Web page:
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DRPS : Course Catalogue : School of Law : Law

Postgraduate Course: Law & Medical Ethics (10-credit) (LAWS11278)

Course Outline
SchoolSchool of Law CollegeCollege of Arts, Humanities and Social Sciences
Credit level (Normal year taken)SCQF Level 11 (Postgraduate)
Course typeOnline Distance Learning AvailabilityNot available to visiting students
SCQF Credits10 ECTS Credits5
SummaryAn online course covering the fundamental aspects of contemporary health care and law, for health care and allied professionals.

This course offers you the opportunity to gain a solid grounding in the 'fundamentals' of medical jurisprudence (e.g. the central and pervasive concepts and principles relating to consent, negligence, confidentiality and mental competence, among others), and to discuss the relationship between the law, ethics, and the practice of medicine.

The course will be of interest to health care professionals, and those working in the health-related professions, wishing to acquire new knowledge and perspectives on the legal and ethical issues encountered in practice on a daily basis.

Several critical questions will be covered, such as:

1. What is legally valid consent
2. What standards of care does the law expect of your profession
3. When is it lawful to withhold or withdraw medical treatment
4. When is it permissible to breach patient confidentiality
5. How have human rights changed the face of modern medicine

By the end of the course, in addition to the stated learning outcomes, students will also be able to:

1. Give a critical account of the regulatory control of the medical profession, and the influences that structural issues have on broader questions of medical treatment;

2. Contextualise current issues in medical research in terms of the historic development of relevant codes and principles;

3. Understand and incorporate into practice the current and changing requirements regulating the medical treatment of mentally incompetent patients;

4. Constructively criticise the current safeguards, limitations and protections relating to genetics and reproduction.
Course description 1. Introduction to law & medical ethics
2. Consent to medical treatment
3. Refusal of medical treatment
4. Withholding & withdrawing care
5. Medical negligence
6. Patient confidentiality
7. Human rights & medical practice
8. Research & ethical approval
9. Mental capacity & mental health
10.Genetics, reproduction & the law
Entry Requirements (not applicable to Visiting Students)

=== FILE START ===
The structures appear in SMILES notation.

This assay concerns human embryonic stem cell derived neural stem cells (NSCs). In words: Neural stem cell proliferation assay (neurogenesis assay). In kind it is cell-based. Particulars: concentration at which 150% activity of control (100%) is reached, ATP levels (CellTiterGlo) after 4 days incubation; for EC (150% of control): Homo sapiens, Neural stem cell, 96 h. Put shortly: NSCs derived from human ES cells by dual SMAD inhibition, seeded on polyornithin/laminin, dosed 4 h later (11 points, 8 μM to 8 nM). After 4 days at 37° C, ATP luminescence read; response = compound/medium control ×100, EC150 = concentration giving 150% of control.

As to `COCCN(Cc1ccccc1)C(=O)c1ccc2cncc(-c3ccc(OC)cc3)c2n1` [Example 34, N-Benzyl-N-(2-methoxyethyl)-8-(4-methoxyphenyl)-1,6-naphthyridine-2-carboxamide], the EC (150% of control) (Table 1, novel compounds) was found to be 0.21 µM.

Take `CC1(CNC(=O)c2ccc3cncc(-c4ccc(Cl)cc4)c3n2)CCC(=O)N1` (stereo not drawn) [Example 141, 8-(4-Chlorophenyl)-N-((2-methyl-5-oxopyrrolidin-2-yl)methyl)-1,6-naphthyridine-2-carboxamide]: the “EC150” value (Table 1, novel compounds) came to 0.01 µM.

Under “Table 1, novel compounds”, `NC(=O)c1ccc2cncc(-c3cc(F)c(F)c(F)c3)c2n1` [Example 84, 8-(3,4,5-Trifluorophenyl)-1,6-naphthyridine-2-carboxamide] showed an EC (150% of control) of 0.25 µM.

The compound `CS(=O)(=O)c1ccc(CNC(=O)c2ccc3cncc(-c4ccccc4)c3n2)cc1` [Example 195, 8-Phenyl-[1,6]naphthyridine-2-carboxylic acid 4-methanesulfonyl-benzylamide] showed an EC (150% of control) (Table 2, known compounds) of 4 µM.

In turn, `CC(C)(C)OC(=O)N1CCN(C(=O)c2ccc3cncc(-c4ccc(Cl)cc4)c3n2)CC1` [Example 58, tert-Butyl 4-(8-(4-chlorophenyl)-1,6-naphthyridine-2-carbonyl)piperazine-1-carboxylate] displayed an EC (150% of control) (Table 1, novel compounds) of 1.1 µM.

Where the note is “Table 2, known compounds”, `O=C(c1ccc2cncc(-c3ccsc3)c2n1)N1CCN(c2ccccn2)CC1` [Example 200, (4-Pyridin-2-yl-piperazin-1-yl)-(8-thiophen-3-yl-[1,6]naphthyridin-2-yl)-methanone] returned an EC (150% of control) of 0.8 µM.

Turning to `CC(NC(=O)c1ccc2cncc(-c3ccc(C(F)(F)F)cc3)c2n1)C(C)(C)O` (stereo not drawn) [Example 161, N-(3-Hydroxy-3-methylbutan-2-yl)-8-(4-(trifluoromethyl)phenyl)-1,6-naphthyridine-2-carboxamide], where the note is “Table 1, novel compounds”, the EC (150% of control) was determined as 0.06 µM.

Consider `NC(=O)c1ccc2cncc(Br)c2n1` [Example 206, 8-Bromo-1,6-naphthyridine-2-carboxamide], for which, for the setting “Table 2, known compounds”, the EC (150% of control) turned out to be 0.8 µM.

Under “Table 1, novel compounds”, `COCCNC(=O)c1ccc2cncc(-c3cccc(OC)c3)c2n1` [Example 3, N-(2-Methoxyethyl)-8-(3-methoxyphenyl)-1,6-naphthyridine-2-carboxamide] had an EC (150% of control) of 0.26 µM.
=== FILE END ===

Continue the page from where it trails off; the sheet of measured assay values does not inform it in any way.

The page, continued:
Pre-requisites Co-requisites
Prohibited Combinations Other requirements Please contact the distance learning team at
Additional Costs Students should have regular and reliable access to the Internet.
Course Delivery Information
Not being delivered
Learning Outcomes
On completion of this course, the student will be able to:
  1. Articulate the fundamental legal and ethical principles and concepts that inform and influence the practice of modern medicine;
  2. Reflect upon the role that concepts such as personhood, paternalism and autonomy have on health care professional duties, as well as on patient rights;
  3. Evaluate the central position of consent/refusal in medical care; in relation to different patients, including minors and the mentally incapacitated;
  4. Comment upon the concept of medical futility, and the legal and ethical elements relating to resource allocation, euthanasia and assisted suicide;
  5. Effectively assess the current systems of compensation for medical negligence
Reading List
JK Mason and GT Laurie, Mason and McCall-Smith's Law and Medical Ethics, 9th Edition, Oxford University Press, 2013.
Additional Information
Course URL
Graduate Attributes and Skills Students will develop their skills and abilities in:

1. Research and enquiry, through e.g. selecting and deploying appropriate research techniques;

2. Personal and intellectual autonomy, e.g. developing the ability to independently assess the relevance and importance of primary and secondary sources;

3. Communication, e.g. skills in summarising and communicating information and ideas effectively in written form;

4. Personal effectiveness, e.g. working constructively as a member of an online community;

5. Students will also develop their technical/practical skills, throughout the module, e.g. in articulating, evidencing and sustaining a line of argument, and engaging in a convincing critique of another¿s arguments.
Special Arrangements This course is taught by distance learning.
Additional Class Delivery Information This course is taught by distance learning.
KeywordsNot entered
Course organiserDr Murray Earle
Tel: (0131 6)50 8183
Course secretaryMs Clare Polson
Tel: (0131 6)51 9704
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